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note: This is v3 of code that was previously reviewed.

I have written a class that handles listeners registering callbacks to receive messages. Link lifetime is managed (or is it? See below). Code is thread-safe in that any thread can broadcast to the listeners, and any thread can add or remove listeners. There is one (documented) exception to this safety in that calling add_listener from inside an invoked listener would deadlock. A live example is on godbolt.

I have three concerns:

  1. Despite my attempt at lifetime management, i think there is a race condition in notify_all() in the following case:

    1. broadcaster obtains shared pointer (tmp.push_back(target.lock()))
    2. before it can invoke the callback, the listener destructs (imagine its a ref to a class member function);
    3. Listener is invoked (targetPtr->operator()(msg_...)), but points to an object that no longer exists -> boom

    I'm pretty sure that is an issue, but am not sure how to avoid it. Perhaps each listener could come with a mutex on the other side of the link that is locked each time a listener is invoked and that the listening side of the class tries to acquire upon destruction? Or some other kind of double locking pattern? Thats very hairy and I guess i run a big risk of shooting myself in the foot. In any case, i can't quite wrap my head around how it would look.

  2. It is possible that the broadcaster is destructed while another thread has invoked one of the member functions, and thus holds (or is trying to acquire) the mutex. That would crash, and i have tried to minimize the problem by acquiring both mutexes in the Broadcaster destructor. Yet, as discussed here, that is not a great solution nor the only problem. If another thread is waiting to acquire the mutex as the destructor is run, we're still dead. As the answeres noted there, it is an issue of resource management. I have seen this as a potential solution, but find it hard to oversee if it is. Those of you who know better, is this road worth exploring?

  3. As G. Sliepen notes in his suggestions on v2 of this code, it is rather expensive that std::shared_ptrs are being acquired and released each time a listener is invoked. He suggests an alternative implementation in which the vector of listeners is guarded by a shared pointer, and with a separate cookie class containing a weak_ptr to the whole vector of listeners. If the cookie gets destructed/reset, it deletes itself from the listeners if the vector of listeners is still alive. With suitable locking. I cannot wrap my head around how this would look however, so have not implemented it. The above two are the more important issues anyway, as they cause crashes or deadlocks of the hard to debug kind.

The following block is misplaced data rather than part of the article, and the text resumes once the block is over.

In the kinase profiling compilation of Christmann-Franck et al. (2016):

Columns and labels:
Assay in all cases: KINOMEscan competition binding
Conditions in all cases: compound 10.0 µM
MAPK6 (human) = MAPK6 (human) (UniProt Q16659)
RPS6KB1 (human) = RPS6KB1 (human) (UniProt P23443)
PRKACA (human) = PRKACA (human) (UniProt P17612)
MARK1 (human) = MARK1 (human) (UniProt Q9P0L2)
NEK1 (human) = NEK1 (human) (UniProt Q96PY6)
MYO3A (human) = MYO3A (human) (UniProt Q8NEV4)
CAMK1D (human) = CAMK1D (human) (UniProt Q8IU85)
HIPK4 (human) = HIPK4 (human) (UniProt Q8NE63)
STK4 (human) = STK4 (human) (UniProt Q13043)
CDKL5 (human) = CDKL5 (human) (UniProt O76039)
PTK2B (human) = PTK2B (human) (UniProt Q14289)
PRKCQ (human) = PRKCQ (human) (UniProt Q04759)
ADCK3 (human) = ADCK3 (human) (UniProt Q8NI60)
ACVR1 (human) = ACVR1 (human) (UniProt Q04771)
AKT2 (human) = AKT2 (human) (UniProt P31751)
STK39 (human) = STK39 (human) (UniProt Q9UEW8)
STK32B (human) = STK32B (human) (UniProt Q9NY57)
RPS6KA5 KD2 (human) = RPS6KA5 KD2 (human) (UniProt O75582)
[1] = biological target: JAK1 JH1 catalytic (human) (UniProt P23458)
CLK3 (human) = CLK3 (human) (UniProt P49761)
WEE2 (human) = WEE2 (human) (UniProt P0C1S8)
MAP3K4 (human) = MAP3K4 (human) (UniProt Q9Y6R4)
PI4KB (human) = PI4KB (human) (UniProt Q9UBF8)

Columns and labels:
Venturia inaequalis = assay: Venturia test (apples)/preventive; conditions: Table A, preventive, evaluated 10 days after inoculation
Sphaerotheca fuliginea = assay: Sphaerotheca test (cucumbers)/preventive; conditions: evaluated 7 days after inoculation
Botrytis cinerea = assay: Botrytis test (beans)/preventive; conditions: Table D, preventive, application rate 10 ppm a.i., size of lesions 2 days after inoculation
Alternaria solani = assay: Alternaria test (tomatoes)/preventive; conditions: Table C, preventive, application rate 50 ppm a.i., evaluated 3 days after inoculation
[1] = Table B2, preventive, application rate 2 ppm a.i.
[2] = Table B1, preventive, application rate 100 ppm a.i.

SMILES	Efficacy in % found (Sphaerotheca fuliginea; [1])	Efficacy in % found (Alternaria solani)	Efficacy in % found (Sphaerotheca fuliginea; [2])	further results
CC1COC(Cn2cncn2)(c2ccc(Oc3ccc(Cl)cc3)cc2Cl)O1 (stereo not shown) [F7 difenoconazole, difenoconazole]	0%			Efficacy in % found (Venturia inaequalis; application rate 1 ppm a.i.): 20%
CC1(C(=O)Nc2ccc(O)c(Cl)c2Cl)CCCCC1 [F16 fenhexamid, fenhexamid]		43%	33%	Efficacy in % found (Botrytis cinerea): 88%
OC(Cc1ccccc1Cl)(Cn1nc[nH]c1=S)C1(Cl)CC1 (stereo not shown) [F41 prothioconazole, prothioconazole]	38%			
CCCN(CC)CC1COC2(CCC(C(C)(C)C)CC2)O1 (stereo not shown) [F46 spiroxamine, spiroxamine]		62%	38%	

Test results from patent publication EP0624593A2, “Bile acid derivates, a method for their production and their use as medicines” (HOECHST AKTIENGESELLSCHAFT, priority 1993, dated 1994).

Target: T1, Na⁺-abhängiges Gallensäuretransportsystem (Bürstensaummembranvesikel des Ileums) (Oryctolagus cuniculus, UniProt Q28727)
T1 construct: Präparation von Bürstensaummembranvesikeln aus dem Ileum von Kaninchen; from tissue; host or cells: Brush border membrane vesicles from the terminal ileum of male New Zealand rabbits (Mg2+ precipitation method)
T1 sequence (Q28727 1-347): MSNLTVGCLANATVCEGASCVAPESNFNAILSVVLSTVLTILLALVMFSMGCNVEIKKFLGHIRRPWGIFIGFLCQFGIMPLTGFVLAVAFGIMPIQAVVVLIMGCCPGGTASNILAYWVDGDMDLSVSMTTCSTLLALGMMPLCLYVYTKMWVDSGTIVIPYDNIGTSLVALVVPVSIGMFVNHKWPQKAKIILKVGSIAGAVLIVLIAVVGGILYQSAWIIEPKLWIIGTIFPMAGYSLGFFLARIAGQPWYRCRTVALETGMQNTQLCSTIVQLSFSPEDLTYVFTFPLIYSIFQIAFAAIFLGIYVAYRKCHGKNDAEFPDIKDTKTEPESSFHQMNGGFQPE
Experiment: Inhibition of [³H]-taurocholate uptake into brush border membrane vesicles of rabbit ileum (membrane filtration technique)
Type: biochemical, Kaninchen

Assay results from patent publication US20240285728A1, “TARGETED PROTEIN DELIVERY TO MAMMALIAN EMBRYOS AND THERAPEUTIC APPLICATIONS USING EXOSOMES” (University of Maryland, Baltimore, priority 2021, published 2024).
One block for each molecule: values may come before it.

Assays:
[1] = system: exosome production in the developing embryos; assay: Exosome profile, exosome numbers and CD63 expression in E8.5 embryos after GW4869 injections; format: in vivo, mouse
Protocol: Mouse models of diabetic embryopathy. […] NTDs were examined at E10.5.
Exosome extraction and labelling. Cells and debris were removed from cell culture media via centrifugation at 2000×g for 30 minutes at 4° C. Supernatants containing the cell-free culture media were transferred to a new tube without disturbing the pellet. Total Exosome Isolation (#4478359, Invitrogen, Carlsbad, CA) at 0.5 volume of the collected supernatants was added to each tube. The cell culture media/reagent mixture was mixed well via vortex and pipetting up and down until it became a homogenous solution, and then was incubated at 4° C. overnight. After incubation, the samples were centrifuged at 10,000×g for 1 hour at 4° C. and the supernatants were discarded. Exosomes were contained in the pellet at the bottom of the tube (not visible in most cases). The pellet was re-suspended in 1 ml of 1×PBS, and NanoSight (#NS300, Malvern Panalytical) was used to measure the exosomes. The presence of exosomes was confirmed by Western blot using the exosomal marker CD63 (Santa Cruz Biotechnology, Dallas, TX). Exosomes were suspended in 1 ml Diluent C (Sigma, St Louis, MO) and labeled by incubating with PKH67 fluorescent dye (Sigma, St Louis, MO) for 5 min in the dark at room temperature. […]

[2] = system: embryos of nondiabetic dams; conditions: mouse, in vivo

Implementation

#include <vector>
#include <mutex>
#include <memory>
#include <functional>
#include <type_traits>
#include <algorithm>

// based on https://stackoverflow.com/a/47872677
// usage notes:
// 1. It is safe to call any of the member functions
//    from inside a listener invoked by this class,
//    except notify_all(). Calling notify_all() from
//    inside a listener will deadlock.
// 2. Listeners added from inside listener callback
//    will participate starting from the next message.
// 3. This class guarantees message ordering with
//    multiple producer threads.
// 4. add_listener() returns a cookie that you need to
//    hold on to for as long as you want to receive
//    messages. Call reset() on the cookie to
//    deregister and no longer receive messages.
template <class... Message>
class Broadcaster
{
public:
    using listener = std::function<void(Message...)>;
    using cookieType = std::shared_ptr<void>;

    ~Broadcaster()
    {
        // acquire locks to guarantee we do not destruct while they're held by other threads
        std::scoped_lock l{ _listenMut,_senderMut };
    }

    // returns number of registered listeners
    size_t num_listeners() const noexcept
    {
        auto ll = std::unique_lock(_listenMut);
        return std::ranges::count_if(_listeners, [](const auto& m) { return !m.expired(); });
    }

    // clears all listeners
    void clear() noexcept
    {
        auto ll = std::unique_lock(_listenMut);
        _listeners.clear();
    }

    template <class F>